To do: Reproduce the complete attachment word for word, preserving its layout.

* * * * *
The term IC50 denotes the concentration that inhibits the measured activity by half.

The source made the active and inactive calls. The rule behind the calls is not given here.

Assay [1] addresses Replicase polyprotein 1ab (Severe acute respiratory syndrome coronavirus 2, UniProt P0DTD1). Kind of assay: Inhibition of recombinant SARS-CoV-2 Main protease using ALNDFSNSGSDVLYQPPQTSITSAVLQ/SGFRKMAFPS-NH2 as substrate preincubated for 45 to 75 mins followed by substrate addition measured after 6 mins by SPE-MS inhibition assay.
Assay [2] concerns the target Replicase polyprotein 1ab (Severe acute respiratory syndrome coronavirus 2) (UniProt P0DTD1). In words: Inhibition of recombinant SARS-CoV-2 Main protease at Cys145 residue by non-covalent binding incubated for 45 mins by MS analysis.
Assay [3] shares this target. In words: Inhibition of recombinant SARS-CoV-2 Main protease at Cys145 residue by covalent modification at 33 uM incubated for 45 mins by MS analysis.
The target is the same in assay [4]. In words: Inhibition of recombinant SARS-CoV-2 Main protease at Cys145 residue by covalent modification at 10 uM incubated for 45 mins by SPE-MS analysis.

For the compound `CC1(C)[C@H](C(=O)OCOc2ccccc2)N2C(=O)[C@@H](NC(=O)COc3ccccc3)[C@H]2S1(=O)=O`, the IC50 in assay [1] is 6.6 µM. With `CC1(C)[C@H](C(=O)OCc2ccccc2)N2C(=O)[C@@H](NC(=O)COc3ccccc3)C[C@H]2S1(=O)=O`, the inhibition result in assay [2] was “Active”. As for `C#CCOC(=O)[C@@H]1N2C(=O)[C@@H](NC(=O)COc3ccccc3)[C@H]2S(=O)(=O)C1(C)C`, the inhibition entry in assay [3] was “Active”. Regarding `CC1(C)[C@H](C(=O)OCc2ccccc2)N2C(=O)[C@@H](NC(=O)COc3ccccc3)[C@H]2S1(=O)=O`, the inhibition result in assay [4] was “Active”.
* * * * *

The term IC50 denotes the concentration that inhibits the measured activity by half.

The source made the active and inactive calls. The rule behind the calls is not given here.

Assay [1] addresses Replicase polyprotein 1ab (Severe acute respiratory syndrome coronavirus 2, UniProt P0DTD1). Kind of assay: Inhibition of recombinant SARS-CoV-2 Main protease using ALNDFSNSGSDVLYQPPQTSITSAVLQ/SGFRKMAFPS-NH2 as substrate preincubated for 45 to 75 mins followed by substrate addition measured after 6 mins by SPE-MS inhibition assay.
Assay [2] concerns the target Replicase polyprotein 1ab (Severe acute respiratory syndrome coronavirus 2) (UniProt P0DTD1). In words: Inhibition of recombinant SARS-CoV-2 Main protease at Cys145 residue by non-covalent binding incubated for 45 mins by MS analysis.
Assay [3] shares this target. In words: Inhibition of recombinant SARS-CoV-2 Main protease at Cys145 residue by covalent modification at 33 uM incubated for 45 mins by MS analysis.
The target is the same in assay [4]. In words: Inhibition of recombinant SARS-CoV-2 Main protease at Cys145 residue by covalent modification at 10 uM incubated for 45 mins by SPE-MS analysis.

For the compound `CC1(C)[C@H](C(=O)OCOc2ccccc2)N2C(=O)[C@@H](NC(=O)COc3ccccc3)[C@H]2S1(=O)=O`, the IC50 in assay [1] is 6.6 µM. With `CC1(C)[C@H](C(=O)OCc2ccccc2)N2C(=O)[C@@H](NC(=O)COc3ccccc3)C[C@H]2S1(=O)=O`, the inhibition result in assay [2] was “Active”. As for `C#CCOC(=O)[C@@H]1N2C(=O)[C@@H](NC(=O)COc3ccccc3)[C@H]2S(=O)(=O)C1(C)C`, the inhibition entry in assay [3] was “Active”. Regarding `CC1(C)[C@H](C(=O)OCc2ccccc2)N2C(=O)[C@@H](NC(=O)COc3ccccc3)[C@H]2S1(=O)=O`, the inhibition result in assay [4] was “Active”.